Merchants may offer you options that could increase the total price of your vehicle: an extended warranty, antirust protection, etc.

Take some time to assess the benefits of these options in relation to their price. Read the contract. Ask questions. These protections can be quite expensive compared to the benefits you receive.

Accepting or declining the additional warranty

It is your responsibility to assess whether the additional warranty (such as an extended warranty) offered to you is advantageous. Before paying for such a warranty, however, it is important to be aware of the existence of the legal warranty.

The Consumer Protection Act provides that a vehicle purchased from a merchant must serve for normal use, for a reasonable time period, given the price paid.

Before offering you an additional warranty, merchants must inform you that a legal warranty covers the vehicle you are purchasing. They are obligated to:

  • verbally inform you of the existence of the legal warranty as well as what it contains;
  • provide you with a short written document explaining what the legal warranty is;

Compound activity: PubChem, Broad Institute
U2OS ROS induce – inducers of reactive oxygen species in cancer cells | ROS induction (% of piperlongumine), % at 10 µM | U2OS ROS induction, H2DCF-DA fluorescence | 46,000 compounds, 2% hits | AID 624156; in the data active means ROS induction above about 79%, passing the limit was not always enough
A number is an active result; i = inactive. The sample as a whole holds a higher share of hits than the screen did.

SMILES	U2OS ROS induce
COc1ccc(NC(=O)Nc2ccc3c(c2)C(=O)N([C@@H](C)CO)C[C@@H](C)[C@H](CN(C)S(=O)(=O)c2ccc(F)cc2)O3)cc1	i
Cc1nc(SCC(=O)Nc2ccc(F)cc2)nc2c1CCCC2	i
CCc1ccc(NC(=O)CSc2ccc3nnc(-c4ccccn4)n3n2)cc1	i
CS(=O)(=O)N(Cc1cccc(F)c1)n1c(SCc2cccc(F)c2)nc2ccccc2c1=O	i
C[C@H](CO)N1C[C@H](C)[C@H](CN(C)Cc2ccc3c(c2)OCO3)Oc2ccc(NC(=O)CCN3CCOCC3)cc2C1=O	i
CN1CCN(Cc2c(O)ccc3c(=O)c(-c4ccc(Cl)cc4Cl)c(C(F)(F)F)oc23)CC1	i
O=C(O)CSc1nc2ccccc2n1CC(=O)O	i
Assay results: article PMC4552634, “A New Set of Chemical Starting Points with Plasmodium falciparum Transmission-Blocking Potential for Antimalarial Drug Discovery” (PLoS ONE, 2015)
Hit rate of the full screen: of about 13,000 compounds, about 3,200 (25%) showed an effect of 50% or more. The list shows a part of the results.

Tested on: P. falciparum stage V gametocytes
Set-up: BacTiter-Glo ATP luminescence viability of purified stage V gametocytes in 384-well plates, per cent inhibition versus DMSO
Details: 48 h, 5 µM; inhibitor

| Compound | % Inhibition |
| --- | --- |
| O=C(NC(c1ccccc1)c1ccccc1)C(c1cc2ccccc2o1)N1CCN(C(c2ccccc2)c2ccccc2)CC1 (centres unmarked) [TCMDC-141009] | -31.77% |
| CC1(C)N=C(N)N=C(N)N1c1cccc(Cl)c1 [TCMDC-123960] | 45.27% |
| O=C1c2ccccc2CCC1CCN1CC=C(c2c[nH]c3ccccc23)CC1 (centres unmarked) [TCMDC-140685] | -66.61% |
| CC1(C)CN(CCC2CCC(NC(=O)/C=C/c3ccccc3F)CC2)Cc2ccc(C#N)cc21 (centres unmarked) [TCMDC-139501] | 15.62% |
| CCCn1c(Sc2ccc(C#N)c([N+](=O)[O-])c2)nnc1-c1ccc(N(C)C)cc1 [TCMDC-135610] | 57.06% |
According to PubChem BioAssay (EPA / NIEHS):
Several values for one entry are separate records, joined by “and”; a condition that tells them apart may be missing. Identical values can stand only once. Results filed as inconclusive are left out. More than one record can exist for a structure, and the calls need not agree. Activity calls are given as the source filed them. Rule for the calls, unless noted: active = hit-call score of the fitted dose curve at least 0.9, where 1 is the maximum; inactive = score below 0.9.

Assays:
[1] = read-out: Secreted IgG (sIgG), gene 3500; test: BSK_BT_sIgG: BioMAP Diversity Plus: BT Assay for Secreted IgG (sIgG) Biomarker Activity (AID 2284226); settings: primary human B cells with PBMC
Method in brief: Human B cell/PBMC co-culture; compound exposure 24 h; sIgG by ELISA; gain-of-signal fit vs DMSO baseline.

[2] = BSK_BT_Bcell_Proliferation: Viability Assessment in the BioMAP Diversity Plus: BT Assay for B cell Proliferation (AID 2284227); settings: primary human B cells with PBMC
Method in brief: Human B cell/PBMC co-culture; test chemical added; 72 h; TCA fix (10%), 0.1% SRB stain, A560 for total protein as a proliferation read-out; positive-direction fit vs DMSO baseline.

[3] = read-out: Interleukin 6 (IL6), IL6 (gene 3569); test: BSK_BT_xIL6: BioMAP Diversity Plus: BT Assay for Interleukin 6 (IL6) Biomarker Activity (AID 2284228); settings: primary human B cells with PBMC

• talk to you about the existence and duration of the manufacturer’s warranty, and whether it is provided free of charge with the vehicle. If this is the case, merchants must, upon request, verbally inform you of how to find out about the contents of this warranty. Fees that may be included in the price.

Fees that may be included in the price

Specific duty on new tires may be charged separately. Merchants are permitted to add this duty to your bill.

Transport fees and fees related to excise taxes on air conditioners are an integral part of the vehicle price, as you must inevitably pay them. They cannot be added to the total price you were first quoted.

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Last update : September 22, 2021

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The information contained on this page is presented in simple terms to make it easier to understand. It does not replace the texts of the laws and regulations.